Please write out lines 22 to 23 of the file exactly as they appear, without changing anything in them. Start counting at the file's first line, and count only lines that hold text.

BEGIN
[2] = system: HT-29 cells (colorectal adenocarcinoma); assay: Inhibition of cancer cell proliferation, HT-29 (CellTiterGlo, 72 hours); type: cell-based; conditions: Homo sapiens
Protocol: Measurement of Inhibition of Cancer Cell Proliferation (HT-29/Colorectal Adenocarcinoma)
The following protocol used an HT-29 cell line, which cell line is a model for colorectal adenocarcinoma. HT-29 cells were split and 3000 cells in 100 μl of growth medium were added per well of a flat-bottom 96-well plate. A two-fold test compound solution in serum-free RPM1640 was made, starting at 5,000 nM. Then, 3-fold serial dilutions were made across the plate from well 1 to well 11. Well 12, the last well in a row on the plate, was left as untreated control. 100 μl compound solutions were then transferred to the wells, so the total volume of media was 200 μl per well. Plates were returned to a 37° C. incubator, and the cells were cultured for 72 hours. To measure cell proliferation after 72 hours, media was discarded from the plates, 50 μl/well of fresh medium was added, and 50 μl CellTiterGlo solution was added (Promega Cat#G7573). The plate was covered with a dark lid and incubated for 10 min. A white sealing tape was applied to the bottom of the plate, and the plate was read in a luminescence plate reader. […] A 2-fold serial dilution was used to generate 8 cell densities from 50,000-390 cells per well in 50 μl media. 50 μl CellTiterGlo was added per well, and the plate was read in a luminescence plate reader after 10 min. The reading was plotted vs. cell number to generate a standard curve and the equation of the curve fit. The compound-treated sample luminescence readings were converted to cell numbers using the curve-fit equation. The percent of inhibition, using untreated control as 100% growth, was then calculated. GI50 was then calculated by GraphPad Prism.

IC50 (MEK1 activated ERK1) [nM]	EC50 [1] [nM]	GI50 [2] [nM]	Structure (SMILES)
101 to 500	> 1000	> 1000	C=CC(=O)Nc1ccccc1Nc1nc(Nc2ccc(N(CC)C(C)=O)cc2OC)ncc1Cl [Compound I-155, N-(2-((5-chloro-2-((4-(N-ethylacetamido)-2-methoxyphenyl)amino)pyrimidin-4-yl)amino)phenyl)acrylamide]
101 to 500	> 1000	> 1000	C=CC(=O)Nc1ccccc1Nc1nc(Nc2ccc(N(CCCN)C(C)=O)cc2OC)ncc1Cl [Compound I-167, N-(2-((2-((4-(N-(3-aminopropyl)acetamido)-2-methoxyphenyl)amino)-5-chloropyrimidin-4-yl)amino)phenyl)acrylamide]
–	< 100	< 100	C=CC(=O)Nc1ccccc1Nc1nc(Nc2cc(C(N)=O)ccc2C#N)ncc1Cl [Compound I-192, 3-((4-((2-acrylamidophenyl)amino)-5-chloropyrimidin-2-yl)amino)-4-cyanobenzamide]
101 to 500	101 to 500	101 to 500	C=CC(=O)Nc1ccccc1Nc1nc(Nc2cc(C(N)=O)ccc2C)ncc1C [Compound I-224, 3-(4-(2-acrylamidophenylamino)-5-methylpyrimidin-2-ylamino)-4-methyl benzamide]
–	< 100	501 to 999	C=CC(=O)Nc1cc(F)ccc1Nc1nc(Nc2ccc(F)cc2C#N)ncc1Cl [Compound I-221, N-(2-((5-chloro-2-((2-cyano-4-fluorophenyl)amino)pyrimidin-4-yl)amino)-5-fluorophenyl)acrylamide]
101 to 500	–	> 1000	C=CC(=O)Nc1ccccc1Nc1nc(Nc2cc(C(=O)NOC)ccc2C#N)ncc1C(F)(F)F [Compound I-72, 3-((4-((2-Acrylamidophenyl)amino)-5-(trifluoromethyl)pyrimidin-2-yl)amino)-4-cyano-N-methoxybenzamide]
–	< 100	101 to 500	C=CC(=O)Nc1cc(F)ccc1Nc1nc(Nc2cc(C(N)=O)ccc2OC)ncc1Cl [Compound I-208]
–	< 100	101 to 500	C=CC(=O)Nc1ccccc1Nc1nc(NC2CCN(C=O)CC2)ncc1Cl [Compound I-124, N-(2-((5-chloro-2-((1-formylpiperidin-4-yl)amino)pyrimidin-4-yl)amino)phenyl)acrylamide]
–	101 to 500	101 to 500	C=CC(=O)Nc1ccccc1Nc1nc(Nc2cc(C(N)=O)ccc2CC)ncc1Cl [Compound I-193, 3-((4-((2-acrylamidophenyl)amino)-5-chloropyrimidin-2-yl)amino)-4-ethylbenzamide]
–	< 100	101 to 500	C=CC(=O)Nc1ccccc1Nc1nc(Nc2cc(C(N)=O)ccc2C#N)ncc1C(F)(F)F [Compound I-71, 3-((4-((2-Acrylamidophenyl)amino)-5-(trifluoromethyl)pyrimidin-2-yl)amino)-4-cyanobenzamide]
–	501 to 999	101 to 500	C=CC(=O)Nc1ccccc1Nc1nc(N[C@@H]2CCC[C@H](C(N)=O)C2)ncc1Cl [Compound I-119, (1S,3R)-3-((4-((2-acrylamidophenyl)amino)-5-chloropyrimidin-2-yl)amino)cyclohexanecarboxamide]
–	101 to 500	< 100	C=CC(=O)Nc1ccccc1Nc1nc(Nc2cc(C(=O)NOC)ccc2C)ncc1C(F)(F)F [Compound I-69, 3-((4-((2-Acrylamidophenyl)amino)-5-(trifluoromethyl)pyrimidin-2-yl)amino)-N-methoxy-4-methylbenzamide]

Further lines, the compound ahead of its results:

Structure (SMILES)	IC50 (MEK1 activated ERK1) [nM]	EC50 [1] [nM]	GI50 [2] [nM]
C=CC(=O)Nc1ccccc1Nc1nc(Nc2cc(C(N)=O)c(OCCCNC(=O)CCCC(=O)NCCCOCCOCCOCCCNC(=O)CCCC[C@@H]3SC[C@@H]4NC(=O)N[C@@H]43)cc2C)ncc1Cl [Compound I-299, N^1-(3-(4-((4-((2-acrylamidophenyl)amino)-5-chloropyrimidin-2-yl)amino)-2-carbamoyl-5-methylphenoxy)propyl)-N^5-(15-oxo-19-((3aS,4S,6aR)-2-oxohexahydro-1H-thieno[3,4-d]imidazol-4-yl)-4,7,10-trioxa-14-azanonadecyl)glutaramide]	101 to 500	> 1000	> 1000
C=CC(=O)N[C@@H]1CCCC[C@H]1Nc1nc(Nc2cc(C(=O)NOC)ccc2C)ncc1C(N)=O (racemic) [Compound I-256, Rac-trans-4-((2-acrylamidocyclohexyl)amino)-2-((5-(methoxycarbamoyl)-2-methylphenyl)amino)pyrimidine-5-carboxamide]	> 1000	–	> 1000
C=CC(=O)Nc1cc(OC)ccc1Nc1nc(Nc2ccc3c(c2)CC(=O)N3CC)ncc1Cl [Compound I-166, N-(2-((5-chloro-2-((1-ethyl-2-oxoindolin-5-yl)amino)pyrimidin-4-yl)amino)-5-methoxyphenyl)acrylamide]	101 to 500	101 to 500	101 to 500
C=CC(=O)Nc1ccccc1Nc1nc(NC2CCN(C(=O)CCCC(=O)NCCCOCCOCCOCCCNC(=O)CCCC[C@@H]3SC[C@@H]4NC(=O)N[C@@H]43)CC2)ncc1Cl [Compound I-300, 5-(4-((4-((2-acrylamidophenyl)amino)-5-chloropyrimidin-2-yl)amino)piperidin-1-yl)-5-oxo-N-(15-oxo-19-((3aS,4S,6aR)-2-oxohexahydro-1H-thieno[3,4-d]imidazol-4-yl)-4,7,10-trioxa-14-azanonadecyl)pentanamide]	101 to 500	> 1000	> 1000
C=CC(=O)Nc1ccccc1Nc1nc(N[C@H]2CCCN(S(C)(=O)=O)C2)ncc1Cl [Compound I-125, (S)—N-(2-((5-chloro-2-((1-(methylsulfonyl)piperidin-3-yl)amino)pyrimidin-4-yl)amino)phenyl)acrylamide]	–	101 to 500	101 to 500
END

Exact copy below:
C=CC(=O)Nc1ccccc1Nc1nc(NC2CCN(C(=O)CCCC(=O)NCCCOCCOCCOCCCNC(=O)CCCC[C@@H]3SC[C@@H]4NC(=O)N[C@@H]43)CC2)ncc1Cl [Compound I-300, 5-(4-((4-((2-acrylamidophenyl)amino)-5-chloropyrimidin-2-yl)amino)piperidin-1-yl)-5-oxo-N-(15-oxo-19-((3aS,4S,6aR)-2-oxohexahydro-1H-thieno[3,4-d]imidazol-4-yl)-4,7,10-trioxa-14-azanonadecyl)pentanamide]	101 to 500	> 1000	> 1000
C=CC(=O)Nc1ccccc1Nc1nc(N[C@H]2CCCN(S(C)(=O)=O)C2)ncc1Cl [Compound I-125, (S)—N-(2-((5-chloro-2-((1-(methylsulfonyl)piperidin-3-yl)amino)pyrimidin-4-yl)amino)phenyl)acrylamide]	–	101 to 500	101 to 500